"Meme: The life form of ideas. A bad idea is a dead meme. The transience as well as the spread of ideas can be attributed to the fact that they replicate, reproduce and proliferate at high speed. Ideas, in their infectious state, are memes. Memes may be likened to those images, thoughts and ways of doing or understanding things that attach themselves, like viruses, to events, memories and experiences, often without their host or vehicle being fully aware of the fact that they are providing a location and transport to a meme. The ideas that can survive and be fertile on the harshest terrain tend to do so, because they are ready to allow for replicas of themselves, or permit frequent and far-reaching borrowals of their elements in combination with material taken from other memes. If sufficient new memes enter a system of signs, they can radically alter what is being signified. Cities are both breeding grounds and terminal wards for memes. To be a meme is a condition that every work with images and sounds could aspire towards, if it wanted to be infectious, and travel. Dispersal and infection are the key to the survival of any idea. A work with images, sounds and texts, needs to be portable and vulnerable, not static and immune, in order to be alive. It must be easy to take apart and assemble, it must be easy to translate, but difficult to paraphrase, and easy to gift. A dead meme is a bad idea."
About the Artists
Ele Carpenter is a curator based in London. Her creative and curatorial practice investigates specific socio-political cultural contexts in collaboration with artists, makers, amateurs and experts. She is a lecturer in Curating at Goldsmiths College, University of London.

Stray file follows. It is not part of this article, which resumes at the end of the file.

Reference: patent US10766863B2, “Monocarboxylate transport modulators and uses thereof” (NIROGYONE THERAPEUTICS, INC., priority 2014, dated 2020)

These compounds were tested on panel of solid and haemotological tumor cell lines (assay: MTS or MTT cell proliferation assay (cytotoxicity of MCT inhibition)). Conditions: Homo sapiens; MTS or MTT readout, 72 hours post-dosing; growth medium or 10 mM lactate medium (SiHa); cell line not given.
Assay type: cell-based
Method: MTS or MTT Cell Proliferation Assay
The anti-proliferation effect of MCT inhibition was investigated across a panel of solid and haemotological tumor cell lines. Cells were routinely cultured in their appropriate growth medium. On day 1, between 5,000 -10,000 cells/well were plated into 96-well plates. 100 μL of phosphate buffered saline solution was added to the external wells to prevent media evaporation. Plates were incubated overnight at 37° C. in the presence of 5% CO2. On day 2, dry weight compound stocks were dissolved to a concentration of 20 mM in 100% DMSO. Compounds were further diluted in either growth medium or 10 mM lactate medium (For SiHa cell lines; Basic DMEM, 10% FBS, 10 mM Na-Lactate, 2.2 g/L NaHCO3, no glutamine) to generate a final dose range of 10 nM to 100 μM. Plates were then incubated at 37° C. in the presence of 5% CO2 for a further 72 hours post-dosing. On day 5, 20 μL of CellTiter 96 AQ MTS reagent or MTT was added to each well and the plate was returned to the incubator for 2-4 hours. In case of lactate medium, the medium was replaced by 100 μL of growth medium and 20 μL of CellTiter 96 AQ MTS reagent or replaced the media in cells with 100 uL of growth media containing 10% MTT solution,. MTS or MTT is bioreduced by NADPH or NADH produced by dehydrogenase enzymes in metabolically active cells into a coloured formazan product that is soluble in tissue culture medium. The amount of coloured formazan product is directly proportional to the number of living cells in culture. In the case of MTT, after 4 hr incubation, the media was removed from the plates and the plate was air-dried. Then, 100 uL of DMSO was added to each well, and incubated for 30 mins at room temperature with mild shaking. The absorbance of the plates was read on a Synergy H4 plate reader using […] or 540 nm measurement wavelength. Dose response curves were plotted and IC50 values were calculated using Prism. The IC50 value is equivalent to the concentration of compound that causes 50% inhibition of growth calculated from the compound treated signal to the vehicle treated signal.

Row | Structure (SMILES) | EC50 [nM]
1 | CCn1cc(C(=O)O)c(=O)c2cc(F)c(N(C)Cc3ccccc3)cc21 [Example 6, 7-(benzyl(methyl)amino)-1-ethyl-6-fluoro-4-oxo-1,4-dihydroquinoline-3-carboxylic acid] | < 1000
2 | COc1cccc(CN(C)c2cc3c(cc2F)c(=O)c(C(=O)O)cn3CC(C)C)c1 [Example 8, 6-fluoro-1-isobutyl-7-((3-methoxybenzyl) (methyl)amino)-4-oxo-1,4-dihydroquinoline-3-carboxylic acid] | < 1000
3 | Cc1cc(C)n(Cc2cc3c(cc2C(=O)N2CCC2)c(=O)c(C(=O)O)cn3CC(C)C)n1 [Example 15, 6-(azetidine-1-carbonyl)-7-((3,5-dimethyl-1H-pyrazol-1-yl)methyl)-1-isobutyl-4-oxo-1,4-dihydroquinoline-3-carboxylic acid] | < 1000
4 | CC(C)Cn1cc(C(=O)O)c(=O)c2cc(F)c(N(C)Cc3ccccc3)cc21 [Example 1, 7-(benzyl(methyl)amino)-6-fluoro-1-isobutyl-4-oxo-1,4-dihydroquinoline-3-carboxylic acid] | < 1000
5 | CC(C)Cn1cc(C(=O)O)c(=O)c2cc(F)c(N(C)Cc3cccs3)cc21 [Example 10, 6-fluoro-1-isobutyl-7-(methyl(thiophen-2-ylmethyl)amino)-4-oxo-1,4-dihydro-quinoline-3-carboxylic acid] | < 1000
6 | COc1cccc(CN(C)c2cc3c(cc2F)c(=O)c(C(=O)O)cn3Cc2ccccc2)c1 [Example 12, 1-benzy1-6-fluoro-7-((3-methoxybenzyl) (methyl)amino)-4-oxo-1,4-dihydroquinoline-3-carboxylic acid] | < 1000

Since 2005 Ele has facilitated the Open Source Embroidery project using embroidery and code as a tool to investigate the language and ethics of participatory production and distribution. The Open Source Embroidery exhibition (Furtherfield, 2008; BildMuseet Umeå Sweden, 2009; Museum of Craft and Folk Art, San Francisco, 2010) presented work by over 30 artists, including the finished Html Patchwork now on display at the National Museum of Computing at Bletchley Park. Ele is currently facilitating the ‘Embroidered Digital Commons’ a distributed embroidery exploring collective work and ownership 2008 – 2013.
Emilie Giles is an alumnus of MA Interactive Media: Critical Theory and Practice at Goldsmiths College. Since graduating in 2010 her time has been spent co-organising MzTEK, a women's technology and arts collective, as well as completing an internship with arts group Blast Theory and working for social video distributors Unruly. She is currently involved with TESTIMONIES, a project which explores oral history in relation to the 2012 Olympic and Paralympic Games largely through social media.
Emilie's own practice revolves around notions of pervasive gaming, married with urban exploration and psychogeography. Her most recent focus lies in taking fundamental gaming principles from Geocaching and exploring the consequences of adding an emotional dimension.
Raqs Media Collective, 2003, A Concise Lexicon of/for the Digital Commons. In: Sarai Reader 03: Shaping Technologies, ed. Monica Narula, Shuddhabrata Sengupta, Jeebesh Bagchi, Ravi Vasudevan, Ravi Sundaram + Geert Lovink, Sarai-CSDS Delhi/WAAG Amsterdam, 2003. p365. Available at: http://www.raqsmediacollective.net/texts4.html
Furtherfield Gallery is supported by Haringey Council and Arts Council England
Furtherfield Gallery opening hours
Being Social exhibition: 25 February - 28 April 2012
Open Thursday to Saturday 12 noon - 3pm (closed 6-7 April)
Free admission to exhibition and events
Free activities (booking advisable) Saturday 11-1pm (except Saturday 07 April)
Opening Event: Saturday 25 February 2012, 1-4pm
McKenzie Pavilion, Finsbury Park
London N4 2NQ
T: +44 (0)20 8802 2827